Cybercriminals have already found that the ability to host online forms using Google Docs can prove quite useful when launching phishing attacks.
Now it seems that they’ve discovered that there’s more value in Google Docs, and have begun using it as a proxy server to pass information between command & control servers and machines infected with the latest variant of Backdoor.Makadocs.
As explained on the Symantec security blog, this is all made possible thanks to a Google Docs feature called viewer that retrieves the resources of another URL and displays it.
Of course, Backdoor.Makadocs’s use of Google Docs' viewer feature is a violation of Google’s policies, but it’s highly doubtful that cybercriminals care. They’re likely more interested in the benefits, which include hiding command & control server communications and the fact that the connection to the Google Docs server is encrypted using HTTPS, making it difficult to block locally.
Backdoor.Makadocs appears to primarily target Brazilian users, and arrives as a Microsoft Word document or Rich Text Format (RTF) file that relies on social engineering tactics to infect the machine. Symantec detects the Word & RTF files associated with this attack as Trojan.Dropper.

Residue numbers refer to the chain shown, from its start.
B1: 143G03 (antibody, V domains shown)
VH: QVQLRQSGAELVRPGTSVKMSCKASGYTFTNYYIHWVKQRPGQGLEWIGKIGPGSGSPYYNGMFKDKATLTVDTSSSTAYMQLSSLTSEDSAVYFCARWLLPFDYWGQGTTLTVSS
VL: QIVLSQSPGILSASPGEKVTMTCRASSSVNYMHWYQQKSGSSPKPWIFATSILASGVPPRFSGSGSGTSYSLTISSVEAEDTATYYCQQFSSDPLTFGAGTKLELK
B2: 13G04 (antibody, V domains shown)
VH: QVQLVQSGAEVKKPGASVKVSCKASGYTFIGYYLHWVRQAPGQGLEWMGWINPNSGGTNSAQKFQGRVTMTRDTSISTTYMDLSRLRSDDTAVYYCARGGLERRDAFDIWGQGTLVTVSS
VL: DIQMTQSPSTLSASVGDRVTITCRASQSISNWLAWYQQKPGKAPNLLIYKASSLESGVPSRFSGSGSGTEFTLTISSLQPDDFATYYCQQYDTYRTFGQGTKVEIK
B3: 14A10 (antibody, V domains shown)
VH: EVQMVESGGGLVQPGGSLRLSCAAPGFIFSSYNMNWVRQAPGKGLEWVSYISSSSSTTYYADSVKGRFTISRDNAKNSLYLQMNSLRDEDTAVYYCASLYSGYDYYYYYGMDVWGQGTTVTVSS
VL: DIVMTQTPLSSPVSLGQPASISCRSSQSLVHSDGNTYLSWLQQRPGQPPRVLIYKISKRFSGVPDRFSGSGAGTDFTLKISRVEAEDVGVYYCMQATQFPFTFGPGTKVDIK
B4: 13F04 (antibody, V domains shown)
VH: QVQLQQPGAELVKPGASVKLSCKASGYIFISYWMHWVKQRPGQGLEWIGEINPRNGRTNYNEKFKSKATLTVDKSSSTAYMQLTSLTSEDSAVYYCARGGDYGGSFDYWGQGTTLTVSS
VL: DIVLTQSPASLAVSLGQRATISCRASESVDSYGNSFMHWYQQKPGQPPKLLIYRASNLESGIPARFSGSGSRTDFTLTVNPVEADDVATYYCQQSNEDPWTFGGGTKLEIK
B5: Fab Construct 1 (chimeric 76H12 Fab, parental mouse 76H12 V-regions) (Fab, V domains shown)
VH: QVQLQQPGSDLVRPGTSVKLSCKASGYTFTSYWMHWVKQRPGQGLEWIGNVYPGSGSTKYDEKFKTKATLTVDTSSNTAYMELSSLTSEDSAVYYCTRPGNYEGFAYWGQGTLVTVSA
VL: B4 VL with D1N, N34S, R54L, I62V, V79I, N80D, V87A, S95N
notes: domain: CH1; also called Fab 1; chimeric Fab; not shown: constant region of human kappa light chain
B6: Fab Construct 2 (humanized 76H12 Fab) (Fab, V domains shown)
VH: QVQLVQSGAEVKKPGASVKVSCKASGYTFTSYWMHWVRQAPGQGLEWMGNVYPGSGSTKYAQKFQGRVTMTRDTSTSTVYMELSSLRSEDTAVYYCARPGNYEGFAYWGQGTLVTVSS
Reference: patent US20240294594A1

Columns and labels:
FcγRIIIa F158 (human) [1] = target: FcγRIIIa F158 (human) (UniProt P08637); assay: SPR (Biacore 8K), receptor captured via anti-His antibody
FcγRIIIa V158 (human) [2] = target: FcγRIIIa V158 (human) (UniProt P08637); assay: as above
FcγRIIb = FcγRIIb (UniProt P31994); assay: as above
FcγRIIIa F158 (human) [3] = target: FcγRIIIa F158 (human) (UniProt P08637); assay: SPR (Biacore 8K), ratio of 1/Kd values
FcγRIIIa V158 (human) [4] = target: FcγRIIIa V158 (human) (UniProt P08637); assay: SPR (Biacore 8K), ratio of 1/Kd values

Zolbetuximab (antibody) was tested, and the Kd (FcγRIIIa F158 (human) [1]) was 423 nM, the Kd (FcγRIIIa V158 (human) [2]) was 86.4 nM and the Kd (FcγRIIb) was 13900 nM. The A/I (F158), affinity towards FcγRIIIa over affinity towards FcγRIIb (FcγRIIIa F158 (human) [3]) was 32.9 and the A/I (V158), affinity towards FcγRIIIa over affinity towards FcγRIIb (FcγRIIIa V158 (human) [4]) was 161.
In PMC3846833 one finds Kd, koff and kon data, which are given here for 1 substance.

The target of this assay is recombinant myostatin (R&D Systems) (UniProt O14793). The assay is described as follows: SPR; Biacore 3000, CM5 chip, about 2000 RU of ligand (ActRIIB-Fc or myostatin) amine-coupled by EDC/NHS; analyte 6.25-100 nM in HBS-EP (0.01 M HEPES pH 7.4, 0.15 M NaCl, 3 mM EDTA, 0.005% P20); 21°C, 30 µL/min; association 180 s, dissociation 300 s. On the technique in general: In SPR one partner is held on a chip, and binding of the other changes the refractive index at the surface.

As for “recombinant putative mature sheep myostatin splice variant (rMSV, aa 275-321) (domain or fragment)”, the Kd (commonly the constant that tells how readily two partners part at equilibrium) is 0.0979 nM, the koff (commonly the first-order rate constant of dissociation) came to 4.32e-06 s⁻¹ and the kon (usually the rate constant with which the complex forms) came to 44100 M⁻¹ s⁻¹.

Should Backdoor.Makadocs manage to find its way onto your PC, it will do as its name suggests and open a backdoor to siphon sensitive information out of your machine.
Keeping Your PC Safe from Makadocs Malware
- Keep your operating system and installed software fully patched and up-to-date.
- Always run antivirus software that offers real-time scanning.
- Do not download files from unsolicited emails or untrusted sources.
- Do not click suspicious hyperlinks, regardless if how they were shared (email, social network, etc.)
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